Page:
Before opening their doors to a new location or even new market, quick-serve and fast-casual operators must find that special real estate and then negotiate a lease that will ensure them the coveted spot.
According to Falcon Realty Advisors, whose clients include fast casuals Modern Market, Hopdoddy Burger Bar, and Velvet Taco, a lease agreement should ideally make up 6–8 percent of a location’s operating budget. The space itself affects leasing costs and return on investment, and various issues arise depending upon whether it’s an in-line, end-cap, standalone, or nontraditional location.
“The least-expensive and usually lowest revenue generator is the in-line space,” says Cal Marsh, director of national restaurant accounts for Falcon Realty Advisors. “Most fast casuals and most full-service [operators] don’t do in-line spaces because you sort of get lost in the storefront, and they generally don’t have a patio opportunity.” He adds that costs for coveted food-court or mall locations can account for up to 15–19 percent of an operating budget.
Marsh says he always advises clients to procure the space that works best for them physically and economically. Most of the concepts he has worked with are willing to pay for a space that better fits their needs.
Restaurants typically cost $500–$600 per square foot to build out, Marsh says, and leases are usually 10 years to start, with the option for five-year extensions. “You’re not going to take a corner or end-cap that’s mediocre knowing that you’re going to be stuck there for 20 years,” he says.
Making a decision on more expensive real estate hinges upon what value it will bring to the brand.
“When we go into a new market or territory to introduce and launch the brand, we do that value-proposition equation to see if it makes sense,” says Jeff Chandler, CEO of Hopdoddy Burger Bar. “Most of the time that should translate into higher sales, but not all the time. Our units operate at a maximum capacity most of the time, so we may not see that much more in sales.”
By planting its stake in a new market in an area of high visibility and foot traffic, Chandler says, the Austin, Texas–based burger company can further establish its brand.
Other operators are also doing the math before taking the plunge. Italian chain Fazoli’s uses a tool from an analytics consultancy to determine the best fit. Fazoli’s director of real estate and the brand’s broker can type in a promising address while in the field and receive potential sales numbers.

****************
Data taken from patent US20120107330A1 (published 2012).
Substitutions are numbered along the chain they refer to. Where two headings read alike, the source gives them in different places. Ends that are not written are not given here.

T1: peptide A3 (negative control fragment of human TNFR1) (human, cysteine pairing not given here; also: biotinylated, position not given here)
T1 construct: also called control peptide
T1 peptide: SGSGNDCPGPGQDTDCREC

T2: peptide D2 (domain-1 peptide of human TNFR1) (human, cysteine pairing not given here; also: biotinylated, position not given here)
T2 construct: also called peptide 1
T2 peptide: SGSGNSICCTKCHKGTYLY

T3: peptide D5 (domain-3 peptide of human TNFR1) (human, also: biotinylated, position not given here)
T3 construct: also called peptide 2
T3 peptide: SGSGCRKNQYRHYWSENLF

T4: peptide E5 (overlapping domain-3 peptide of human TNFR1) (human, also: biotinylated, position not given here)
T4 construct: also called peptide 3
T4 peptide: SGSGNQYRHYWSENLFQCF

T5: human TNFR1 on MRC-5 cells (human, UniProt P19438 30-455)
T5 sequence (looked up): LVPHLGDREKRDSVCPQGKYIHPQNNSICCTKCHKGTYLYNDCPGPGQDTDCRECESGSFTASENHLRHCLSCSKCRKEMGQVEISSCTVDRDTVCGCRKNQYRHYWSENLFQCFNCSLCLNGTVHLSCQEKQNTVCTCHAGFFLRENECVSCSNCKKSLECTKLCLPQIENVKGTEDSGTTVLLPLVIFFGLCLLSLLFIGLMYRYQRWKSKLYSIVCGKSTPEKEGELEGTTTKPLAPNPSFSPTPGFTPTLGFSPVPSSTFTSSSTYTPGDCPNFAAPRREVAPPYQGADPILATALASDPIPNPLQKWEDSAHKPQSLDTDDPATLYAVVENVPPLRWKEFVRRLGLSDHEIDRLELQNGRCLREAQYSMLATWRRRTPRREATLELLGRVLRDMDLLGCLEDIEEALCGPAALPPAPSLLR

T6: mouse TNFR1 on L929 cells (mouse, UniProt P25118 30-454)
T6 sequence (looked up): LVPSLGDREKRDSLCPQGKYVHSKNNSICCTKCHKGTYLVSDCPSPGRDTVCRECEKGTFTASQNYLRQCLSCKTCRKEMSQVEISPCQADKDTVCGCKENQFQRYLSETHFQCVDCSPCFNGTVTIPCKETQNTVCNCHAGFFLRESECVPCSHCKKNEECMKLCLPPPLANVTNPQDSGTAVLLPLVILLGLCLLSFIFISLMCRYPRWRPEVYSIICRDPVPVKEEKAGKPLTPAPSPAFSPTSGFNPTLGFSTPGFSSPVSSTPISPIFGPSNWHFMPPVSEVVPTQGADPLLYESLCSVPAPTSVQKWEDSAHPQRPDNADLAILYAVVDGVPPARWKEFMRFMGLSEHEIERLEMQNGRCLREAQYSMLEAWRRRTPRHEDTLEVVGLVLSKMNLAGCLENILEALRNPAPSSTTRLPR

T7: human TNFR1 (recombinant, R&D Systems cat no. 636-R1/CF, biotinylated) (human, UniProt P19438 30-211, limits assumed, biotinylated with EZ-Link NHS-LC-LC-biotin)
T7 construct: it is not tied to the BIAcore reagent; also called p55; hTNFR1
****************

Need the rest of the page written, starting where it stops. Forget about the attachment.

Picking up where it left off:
“Everything goes into a return-on-investment model, so it’s got to work within the confines of your investment model,” says Carl Howard, CEO of Fazoli’s. “I would say there’s a certain point in time when it doesn’t make sense to put too much money into real estate because it may hinder other growth. If I’m spending three times the amount to open one location, maybe I could’ve opened three other ones.”
In Fazoli’s early days, when capital was harder to come by, the brand looked for landlords to do much of the build-out, Howard says. The Kentucky-based brand spent $600,000 to open, including soft costs. He says the landlord did a lot of the work, including installing ceiling tiles.
Other brands use other criteria to search and select for ideal real estate and feasible lease agreements. Part of this requires looking beyond the concrete numbers and to market potential. Chandler says Hopdoddy’s concept dictates where the brand goes next. The chain’s roots are firmly embedded in downtown Austin, Texas, where a funky, urban vibe with high foot traffic prevails.
When a chain expands within an existing market, there is inherently less risk. Colorado-based Modern Market will invest more in an established trade area.
“If it’s a trade area where there’s proven human traffic already, those are the best ones to pay up for, because you kind of have a predictor of the customer pattern at least,” says Anthony Pigliacampo, co-CEO of Modern Market.
Falcon Realty’s Marsh says that once his clients have found an attractive space, they receive a proposal from the landlord and then negotiate a letter of intent (loi), which can vary from one to 19 pages, depending upon the level of detail.
“Get more details upfront so that once the LOI is negotiated completely, you turn it over to the attorneys,” he says. “There’s less chance that the deal will blow up in lease negotiations if you’ve got a good, detailed letter of intent.”
Comments then fly back and forth between attorneys until an acceptable final draft emerges. Chandler says Hopdoddy has certain parameters in its decision-making process when it comes to leases. Cost considerations are part of it, but so are the terms and conditions outlined in the LOI.
“The different critical junctures for us are what we call a ‘preliminary site approval,’” he says. “Is it the right space? Does it fit what we want? Does it have the general deal terms that provide the ROI? Do we think that the sales are going to allow us and afford us to get that ROI?”
At Modern Market, Pigliacampo says, the process has become more streamlined over the years. He has even figured out a winning strategy to vet potential landlords.
“The most difficult ones are the one-off guys that own this random building somewhere, and they tend to take a little longer,” he says. “With larger landlords, we know what to expect, they know what we’re going to ask for, and we can pretty quickly triangulate on everything getting done.”